This award-winning feature-length drama from the 1960s tells the story of a teenage boy who rebels against his parents' middle-class goals and conventions.
For more background information on this film, please visit the NFB.ca blog.
In this feature film, 7 elderly women find themselves stranded when their bus breaks down in the wilderness. With only their wits, memories and some roasted frogs' legs to sustain them, this remarkable group of strangers share their life stories and turn a potential crisis into a magical time of humour, spirit and camaraderie. Featuring non-professional actors and unscripted dialogue, this film dissolves the barrier between fiction and reality, weaving a heart-warming tale of friendship and courage.
In this feature drama, a wife takes the courageous decision to leave her 5 children at home and accompany her husband on his yearly summer tour as an itinerant photographer. This despite housework, routine and 14 years of marriage having created a mutual indifference. They travel through a turn-of-the-century countryside of narrow lanes and old-time weddings, but most importantly, to an eventual rediscovery of each other.
This short fiction tells the story of Eddie, a young man who "borrows" a motorbike parked in front of a store and takes his girl for a spin—a brash decision with disastrous and alienating consequences. The film, a commentary on a society that often offers youth little purpose or sense of accomplishment, is a play-by-play exploration of the clash between young people's impulsiveness and society's need for law and order.
This fictional feature follows a twenty-something man who is struggling to define his position in the world in early adulthood. He has left their parents' home but still has not made an home of his own. Our protagonist’s alienation is palpable; for him life is a game, not because he chooses to make it so, but because he is unable to make anything more of it. But for those who befriend him and eventually turn him loose again, his game is not enough. Filmed in Montreal, this classic by Don Owen (Nobody Waved Good-bye) explores the time-worn rite of passage of finding oneself in a world not built for rakish playfulness.
The setting for this drama is a logging community, focusing on a man who chooses the unfettered life and uncertain income of an itinerant bush worker, even though it means that his family lives poorly as a result. The film is a study of the effects on family life of isolation and deprivation. Features a wonderful performance from a young Margot Kidder.
In this feature film, an engineer from Paris flies to Montreal (on Air Canada Flight YUL 871), partly on business, partly in search of parents displaced by World War II, and partly because of the prevailing restlessness of the age. He achieves little that is conclusive, but in the short time between his arrival and departure he has a love affair, enjoys a flight over Montreal and the Expo pavillions, and is adopted by a little girl.
For more background info on this film, visit the NFB.ca blog.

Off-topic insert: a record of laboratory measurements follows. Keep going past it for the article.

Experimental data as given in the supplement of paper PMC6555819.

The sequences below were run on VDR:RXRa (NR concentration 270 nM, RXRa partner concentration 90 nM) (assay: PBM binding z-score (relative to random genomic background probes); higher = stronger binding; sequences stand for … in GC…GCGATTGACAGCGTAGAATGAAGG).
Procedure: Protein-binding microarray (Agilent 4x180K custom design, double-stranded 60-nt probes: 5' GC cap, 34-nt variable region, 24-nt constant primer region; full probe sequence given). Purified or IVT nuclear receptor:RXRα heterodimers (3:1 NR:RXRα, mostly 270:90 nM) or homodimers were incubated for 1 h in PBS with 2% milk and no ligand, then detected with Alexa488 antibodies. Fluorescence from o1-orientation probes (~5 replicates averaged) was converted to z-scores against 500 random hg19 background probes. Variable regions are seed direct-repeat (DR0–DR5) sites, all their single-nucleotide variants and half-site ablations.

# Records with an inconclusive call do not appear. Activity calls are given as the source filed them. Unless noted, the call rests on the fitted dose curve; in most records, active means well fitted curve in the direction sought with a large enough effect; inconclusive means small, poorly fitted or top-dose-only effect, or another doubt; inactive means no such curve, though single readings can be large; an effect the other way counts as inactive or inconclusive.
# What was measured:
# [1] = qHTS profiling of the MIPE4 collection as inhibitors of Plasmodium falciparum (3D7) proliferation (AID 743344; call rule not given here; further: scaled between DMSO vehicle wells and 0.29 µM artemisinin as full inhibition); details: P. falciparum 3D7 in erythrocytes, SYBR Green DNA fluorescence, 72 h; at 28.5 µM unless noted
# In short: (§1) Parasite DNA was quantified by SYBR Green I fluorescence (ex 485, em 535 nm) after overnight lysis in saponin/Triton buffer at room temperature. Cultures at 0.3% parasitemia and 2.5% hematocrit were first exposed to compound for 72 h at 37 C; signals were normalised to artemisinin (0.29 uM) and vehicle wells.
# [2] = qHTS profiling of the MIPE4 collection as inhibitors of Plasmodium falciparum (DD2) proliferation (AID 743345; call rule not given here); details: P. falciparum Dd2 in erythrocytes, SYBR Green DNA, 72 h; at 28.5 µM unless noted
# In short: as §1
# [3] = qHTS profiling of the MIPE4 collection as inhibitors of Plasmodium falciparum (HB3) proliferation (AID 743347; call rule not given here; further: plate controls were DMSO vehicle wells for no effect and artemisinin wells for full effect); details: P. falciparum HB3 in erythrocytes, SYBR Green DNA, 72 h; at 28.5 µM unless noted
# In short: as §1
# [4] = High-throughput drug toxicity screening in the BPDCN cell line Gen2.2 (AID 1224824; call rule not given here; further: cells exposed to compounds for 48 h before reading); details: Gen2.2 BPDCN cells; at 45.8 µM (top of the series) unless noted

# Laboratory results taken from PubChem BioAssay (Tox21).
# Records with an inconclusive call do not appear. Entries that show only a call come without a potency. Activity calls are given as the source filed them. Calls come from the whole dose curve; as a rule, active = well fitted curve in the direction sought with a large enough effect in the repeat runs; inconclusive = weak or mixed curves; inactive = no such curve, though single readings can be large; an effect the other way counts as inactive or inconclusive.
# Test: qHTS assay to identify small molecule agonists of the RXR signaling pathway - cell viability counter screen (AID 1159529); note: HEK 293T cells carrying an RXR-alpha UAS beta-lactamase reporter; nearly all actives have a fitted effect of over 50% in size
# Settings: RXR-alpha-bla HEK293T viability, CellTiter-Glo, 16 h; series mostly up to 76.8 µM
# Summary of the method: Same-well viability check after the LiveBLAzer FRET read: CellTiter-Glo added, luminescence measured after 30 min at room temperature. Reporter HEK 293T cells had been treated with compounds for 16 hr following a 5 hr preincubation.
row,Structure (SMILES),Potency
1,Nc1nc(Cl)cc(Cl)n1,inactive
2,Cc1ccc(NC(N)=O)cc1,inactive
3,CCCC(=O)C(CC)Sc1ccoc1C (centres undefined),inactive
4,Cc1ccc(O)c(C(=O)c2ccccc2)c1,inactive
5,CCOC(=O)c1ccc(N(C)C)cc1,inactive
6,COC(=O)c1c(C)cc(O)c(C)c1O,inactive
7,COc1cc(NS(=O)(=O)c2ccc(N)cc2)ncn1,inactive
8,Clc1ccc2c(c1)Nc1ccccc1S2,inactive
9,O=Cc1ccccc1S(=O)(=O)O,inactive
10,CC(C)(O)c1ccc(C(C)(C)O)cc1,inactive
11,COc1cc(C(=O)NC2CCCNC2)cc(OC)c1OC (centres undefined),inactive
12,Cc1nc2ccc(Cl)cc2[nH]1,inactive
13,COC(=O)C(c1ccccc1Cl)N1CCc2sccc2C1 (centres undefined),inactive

Claude Jutra's sweeping portrait of village life in 1940s Quebec has been called one of the greatest Canadian films of all time. Recalling a time when the local general store was the crossroads of life, the film illustrates the way a young boy sees the world and those closest to him – first through the eyes of a teenager, and later, as events change him, through the eyes of an adult. In French with English subtitles.
This informal black-and-white portrait of Leonard Cohen shows him at age 30 on a visit to his hometown of Montreal, where the poet, novelist and songwriter comes "to renew his neurotic affiliations." He reads his poetry to an enthusiastic crowd, strolls the streets of the city, relaxes in this three-dollar-a-night hotel room and even takes a bath.
This short film from director Gerald Potterton (Heavy Metal) stars Buster Keaton in one of the last films of his long career. As "the railrodder", Keaton crosses Canada from east to west on a railway track speeder. True to Keaton's genre, the film is full of sight gags as our protagonist putt-putts his way to British Columbia. Not a word is spoken throughout, and Keaton is as spry and ingenious at fetching laughs as he was in the old days of the silent slapsticks.
For more background information about this film, visit the NFB.ca blog.
This smart documentary explores the intimidating terrain of girlhood by following three 12-year-olds over the period of one year. As these girls move from childhood to maturity, it's clear that peer pressure is an important influence, but as the films shows, the greatest influence in a young girl's life is family.
Filmmaker Victoria King's creative approach, including the use of "diary-cam" footage, not only follows the girls but allows them to question the world in their own voices. Ultimately, the film reveals the complexities of being 12, both satisfying our curiosity and inviting us to ask, What happens next?
A feature drama about a girl torn between two cultures, the English-speaking community of Vancouver where she grew up and the French-speaking Québec where the film opens. Her uncertainty extends to her lovers, one from Vancouver who wants to take her home and the other from Québec who would like to continue their pleasant, if inconclusive affair. The settings show a Québec winter and British Columbia spring.
Ages 15 to 17
Family Studies/Home Economics - Adolescent Development
Family Studies/Home Economics - Relationships
Health/Personal Development - Healthy Relationships
A film to introduce the topic of teenage rebellion. Though the film is now dated, are any of its elements still relevant to the youth of today? A class discussion could centre on Peter’s reasons for wanting to leave home. Are they legitimate? Could he solve his problems in any other way(s)? Identify his poor choices that made returning home impossible. What will his future hold, as a result?